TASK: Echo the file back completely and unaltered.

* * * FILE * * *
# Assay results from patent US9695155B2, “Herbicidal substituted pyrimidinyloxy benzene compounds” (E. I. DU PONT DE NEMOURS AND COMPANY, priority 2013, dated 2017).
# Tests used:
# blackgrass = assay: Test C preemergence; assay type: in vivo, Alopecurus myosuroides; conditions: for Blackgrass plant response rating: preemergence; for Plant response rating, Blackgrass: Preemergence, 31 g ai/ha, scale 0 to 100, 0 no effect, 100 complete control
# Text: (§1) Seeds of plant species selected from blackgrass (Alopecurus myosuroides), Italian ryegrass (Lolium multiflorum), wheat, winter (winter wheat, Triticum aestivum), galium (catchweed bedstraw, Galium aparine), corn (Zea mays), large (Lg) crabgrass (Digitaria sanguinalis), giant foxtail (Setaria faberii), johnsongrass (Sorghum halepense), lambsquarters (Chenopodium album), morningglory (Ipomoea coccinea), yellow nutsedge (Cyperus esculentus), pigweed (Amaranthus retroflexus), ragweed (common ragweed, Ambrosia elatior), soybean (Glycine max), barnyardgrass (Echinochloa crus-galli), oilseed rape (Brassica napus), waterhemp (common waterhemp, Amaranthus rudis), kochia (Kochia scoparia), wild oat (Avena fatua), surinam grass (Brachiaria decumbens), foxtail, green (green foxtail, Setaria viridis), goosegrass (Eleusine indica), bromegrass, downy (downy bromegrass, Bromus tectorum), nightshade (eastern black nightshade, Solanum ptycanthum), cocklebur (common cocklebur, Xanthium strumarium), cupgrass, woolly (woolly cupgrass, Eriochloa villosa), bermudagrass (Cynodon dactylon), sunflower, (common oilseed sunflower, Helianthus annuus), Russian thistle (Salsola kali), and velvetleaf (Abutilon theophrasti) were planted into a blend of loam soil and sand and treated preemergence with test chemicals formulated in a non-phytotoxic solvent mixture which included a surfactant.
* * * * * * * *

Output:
# Assay results from patent US9695155B2, “Herbicidal substituted pyrimidinyloxy benzene compounds” (E. I. DU PONT DE NEMOURS AND COMPANY, priority 2013, dated 2017).
# Tests used:
# blackgrass = assay: Test C preemergence; assay type: in vivo, Alopecurus myosuroides; conditions: for Blackgrass plant response rating: preemergence; for Plant response rating, Blackgrass: Preemergence, 31 g ai/ha, scale 0 to 100, 0 no effect, 100 complete control
# Text: (§1) Seeds of plant species selected from blackgrass (Alopecurus myosuroides), Italian ryegrass (Lolium multiflorum), wheat, winter (winter wheat, Triticum aestivum), galium (catchweed bedstraw, Galium aparine), corn (Zea mays), large (Lg) crabgrass (Digitaria sanguinalis), giant foxtail (Setaria faberii), johnsongrass (Sorghum halepense), lambsquarters (Chenopodium album), morningglory (Ipomoea coccinea), yellow nutsedge (Cyperus esculentus), pigweed (Amaranthus retroflexus), ragweed (common ragweed, Ambrosia elatior), soybean (Glycine max), barnyardgrass (Echinochloa crus-galli), oilseed rape (Brassica napus), waterhemp (common waterhemp, Amaranthus rudis), kochia (Kochia scoparia), wild oat (Avena fatua), surinam grass (Brachiaria decumbens), foxtail, green (green foxtail, Setaria viridis), goosegrass (Eleusine indica), bromegrass, downy (downy bromegrass, Bromus tectorum), nightshade (eastern black nightshade, Solanum ptycanthum), cocklebur (common cocklebur, Xanthium strumarium), cupgrass, woolly (woolly cupgrass, Eriochloa villosa), bermudagrass (Cynodon dactylon), sunflower, (common oilseed sunflower, Helianthus annuus), Russian thistle (Salsola kali), and velvetleaf (Abutilon theophrasti) were planted into a blend of loam soil and sand and treated preemergence with test chemicals formulated in a non-phytotoxic solvent mixture which included a surfactant.